Firstly, your safety is paramount. If any protest or protesters become violent towards you or others, including the police interacting with protesters, leave. Your safety is more important and must have a higher value than any photo you take and your safety always come first. No photo is worth you being injured or hurt.
Travelling, mainly for work, I had decided that the photos taken during my trip would be to show my family the famous sights of London with no intention of sharing, so I was surprised to stumble across a what looked like a protest, a peaceful protest, on a bridge, a famous bridge (Westminister Bridge) in London. What an opportunity!
Pushing through the crowds trying to get a feel of what the protest was about I found that there were plenty of photographic opportunities with good light and everyone seemed pretty happy, might be the whacky weed that was in the air, to have their photos taken.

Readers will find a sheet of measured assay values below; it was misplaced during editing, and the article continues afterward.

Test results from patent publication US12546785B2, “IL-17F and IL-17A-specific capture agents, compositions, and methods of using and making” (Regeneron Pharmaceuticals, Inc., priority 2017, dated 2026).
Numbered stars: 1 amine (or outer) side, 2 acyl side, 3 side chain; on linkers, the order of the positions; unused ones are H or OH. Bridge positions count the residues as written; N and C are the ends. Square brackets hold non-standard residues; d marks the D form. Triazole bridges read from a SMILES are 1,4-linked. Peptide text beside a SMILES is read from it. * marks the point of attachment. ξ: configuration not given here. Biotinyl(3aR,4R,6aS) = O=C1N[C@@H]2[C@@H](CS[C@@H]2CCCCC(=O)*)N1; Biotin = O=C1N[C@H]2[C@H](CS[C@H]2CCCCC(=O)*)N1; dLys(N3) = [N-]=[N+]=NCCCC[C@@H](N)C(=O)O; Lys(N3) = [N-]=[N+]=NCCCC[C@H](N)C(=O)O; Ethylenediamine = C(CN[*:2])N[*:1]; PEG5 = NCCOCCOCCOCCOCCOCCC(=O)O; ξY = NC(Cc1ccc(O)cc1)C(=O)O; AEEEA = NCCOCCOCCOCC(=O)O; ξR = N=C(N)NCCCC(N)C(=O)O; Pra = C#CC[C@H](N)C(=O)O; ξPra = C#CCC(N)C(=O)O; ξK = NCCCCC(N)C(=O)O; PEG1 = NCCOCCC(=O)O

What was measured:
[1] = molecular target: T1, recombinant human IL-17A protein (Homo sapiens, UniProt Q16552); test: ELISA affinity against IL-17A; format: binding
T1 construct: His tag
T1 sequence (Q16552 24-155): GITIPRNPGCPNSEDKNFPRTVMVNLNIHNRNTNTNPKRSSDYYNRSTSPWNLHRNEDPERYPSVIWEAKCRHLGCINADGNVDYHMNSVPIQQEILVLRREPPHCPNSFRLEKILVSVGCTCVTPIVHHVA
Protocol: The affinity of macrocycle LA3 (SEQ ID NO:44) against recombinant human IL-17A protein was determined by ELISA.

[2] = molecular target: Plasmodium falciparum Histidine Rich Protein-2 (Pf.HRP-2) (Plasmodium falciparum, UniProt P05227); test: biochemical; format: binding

Some people will struggle with my next comment, I selected Auto on my camera and started shooting. Why not? Camera companies spend millions of dollars developing incredibly small computers and sensors to work everything out so why not select auto.
Documentary and street photography are genres that I have always been attracted to, I find them to be challenging as you have little to no control of what is about to happen and how you capture those moments can be a challenge in itself. Ultimately you want people to feel connected to your images and to possibly inspire them in some small way.
Please remember, if you do decide to photograph a protest, remember your safety must come first over any photo opportunities.